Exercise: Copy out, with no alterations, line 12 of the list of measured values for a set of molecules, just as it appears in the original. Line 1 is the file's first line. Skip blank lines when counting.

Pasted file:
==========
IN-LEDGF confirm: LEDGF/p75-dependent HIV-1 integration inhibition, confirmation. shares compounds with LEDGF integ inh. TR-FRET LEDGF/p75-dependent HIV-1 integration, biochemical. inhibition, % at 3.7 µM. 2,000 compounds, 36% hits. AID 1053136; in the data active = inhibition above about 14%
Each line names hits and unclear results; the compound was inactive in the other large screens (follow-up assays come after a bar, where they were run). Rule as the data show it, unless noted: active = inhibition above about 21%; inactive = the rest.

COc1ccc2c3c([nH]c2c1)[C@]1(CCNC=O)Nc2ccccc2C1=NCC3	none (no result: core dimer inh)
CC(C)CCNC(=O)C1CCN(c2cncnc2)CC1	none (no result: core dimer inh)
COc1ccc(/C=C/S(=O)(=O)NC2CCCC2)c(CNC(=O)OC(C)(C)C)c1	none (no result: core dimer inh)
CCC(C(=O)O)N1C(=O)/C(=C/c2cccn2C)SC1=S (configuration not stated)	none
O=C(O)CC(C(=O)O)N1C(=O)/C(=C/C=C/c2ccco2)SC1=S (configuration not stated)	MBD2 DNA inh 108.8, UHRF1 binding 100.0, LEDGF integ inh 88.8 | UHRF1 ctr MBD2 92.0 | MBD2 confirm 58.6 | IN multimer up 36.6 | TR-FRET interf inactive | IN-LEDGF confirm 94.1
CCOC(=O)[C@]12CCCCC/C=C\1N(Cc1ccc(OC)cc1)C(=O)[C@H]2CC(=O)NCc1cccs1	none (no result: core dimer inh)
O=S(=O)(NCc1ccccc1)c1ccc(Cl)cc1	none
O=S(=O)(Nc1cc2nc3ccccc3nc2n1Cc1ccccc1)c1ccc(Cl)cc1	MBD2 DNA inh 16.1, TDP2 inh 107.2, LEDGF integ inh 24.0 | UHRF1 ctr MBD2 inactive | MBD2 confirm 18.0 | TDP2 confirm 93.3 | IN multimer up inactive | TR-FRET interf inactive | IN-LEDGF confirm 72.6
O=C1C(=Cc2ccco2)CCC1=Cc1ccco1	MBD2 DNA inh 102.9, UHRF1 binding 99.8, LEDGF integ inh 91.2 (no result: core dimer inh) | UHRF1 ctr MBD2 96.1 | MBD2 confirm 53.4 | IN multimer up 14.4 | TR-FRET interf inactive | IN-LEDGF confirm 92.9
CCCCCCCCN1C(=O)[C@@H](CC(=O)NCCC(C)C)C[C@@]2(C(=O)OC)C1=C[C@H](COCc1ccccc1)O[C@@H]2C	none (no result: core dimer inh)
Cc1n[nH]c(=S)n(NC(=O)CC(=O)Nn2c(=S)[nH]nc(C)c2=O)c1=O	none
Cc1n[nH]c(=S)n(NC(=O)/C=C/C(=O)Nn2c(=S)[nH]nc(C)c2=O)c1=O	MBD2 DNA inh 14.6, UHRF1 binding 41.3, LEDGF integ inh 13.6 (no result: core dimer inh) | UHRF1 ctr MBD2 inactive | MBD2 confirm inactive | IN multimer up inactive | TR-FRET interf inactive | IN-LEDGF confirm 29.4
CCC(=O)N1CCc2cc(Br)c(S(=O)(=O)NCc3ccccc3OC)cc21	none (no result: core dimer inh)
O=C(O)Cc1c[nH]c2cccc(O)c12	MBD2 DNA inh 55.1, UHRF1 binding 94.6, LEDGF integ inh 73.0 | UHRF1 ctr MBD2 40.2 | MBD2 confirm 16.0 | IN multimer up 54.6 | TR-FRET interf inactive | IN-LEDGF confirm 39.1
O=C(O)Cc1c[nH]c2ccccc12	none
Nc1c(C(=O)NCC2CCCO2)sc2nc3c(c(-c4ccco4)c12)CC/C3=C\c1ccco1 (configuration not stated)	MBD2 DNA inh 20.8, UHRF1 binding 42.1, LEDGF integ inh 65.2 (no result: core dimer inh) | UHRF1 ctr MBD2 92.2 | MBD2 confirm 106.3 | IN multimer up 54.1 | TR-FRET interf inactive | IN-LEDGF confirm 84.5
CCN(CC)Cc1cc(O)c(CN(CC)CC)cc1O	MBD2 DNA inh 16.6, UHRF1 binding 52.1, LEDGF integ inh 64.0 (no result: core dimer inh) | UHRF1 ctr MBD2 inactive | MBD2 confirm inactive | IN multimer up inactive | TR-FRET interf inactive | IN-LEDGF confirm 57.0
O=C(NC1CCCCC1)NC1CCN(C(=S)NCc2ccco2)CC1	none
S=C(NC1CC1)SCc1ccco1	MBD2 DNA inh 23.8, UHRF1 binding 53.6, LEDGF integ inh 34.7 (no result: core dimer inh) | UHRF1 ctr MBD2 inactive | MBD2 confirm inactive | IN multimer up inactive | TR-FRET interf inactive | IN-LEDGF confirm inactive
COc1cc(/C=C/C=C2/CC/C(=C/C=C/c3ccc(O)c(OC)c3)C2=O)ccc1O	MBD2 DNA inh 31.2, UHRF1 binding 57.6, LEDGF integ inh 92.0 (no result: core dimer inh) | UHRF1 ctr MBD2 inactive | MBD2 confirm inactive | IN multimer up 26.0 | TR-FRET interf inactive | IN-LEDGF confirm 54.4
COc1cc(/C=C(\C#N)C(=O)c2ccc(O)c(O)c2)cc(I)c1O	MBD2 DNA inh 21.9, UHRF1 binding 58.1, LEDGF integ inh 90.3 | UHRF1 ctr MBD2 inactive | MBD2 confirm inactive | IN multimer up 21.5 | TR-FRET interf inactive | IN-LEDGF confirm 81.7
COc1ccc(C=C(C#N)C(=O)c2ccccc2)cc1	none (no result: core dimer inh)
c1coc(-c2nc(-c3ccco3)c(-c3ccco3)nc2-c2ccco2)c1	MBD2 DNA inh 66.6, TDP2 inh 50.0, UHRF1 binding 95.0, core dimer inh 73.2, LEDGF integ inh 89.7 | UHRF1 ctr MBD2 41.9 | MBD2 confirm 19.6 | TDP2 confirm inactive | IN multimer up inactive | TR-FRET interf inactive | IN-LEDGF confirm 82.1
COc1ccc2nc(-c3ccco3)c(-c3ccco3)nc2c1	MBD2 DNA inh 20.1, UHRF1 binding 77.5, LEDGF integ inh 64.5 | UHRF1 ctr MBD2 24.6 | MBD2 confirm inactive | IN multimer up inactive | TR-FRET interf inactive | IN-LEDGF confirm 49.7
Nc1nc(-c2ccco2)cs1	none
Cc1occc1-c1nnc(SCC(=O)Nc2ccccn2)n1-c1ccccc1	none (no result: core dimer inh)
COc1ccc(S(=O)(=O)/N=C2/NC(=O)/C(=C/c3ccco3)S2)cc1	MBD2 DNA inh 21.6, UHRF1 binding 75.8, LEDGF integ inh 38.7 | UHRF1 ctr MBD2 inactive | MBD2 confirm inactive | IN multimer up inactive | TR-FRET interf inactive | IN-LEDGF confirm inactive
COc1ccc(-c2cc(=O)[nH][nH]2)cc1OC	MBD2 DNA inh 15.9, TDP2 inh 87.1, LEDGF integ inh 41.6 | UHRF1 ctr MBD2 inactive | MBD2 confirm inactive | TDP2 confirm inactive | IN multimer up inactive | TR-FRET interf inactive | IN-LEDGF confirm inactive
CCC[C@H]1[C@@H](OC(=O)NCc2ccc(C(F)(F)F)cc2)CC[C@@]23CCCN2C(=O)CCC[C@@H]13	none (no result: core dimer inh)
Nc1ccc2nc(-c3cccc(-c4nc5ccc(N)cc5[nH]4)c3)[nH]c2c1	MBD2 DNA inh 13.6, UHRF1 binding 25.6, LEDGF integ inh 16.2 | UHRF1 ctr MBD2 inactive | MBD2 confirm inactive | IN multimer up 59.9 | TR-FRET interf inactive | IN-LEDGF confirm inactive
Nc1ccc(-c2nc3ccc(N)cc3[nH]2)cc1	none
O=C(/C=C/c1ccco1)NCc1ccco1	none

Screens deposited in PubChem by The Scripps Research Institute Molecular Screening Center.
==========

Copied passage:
CCCCCCCCN1C(=O)[C@@H](CC(=O)NCCC(C)C)C[C@@]2(C(=O)OC)C1=C[C@H](COCc1ccccc1)O[C@@H]2C	none (no result: core dimer inh)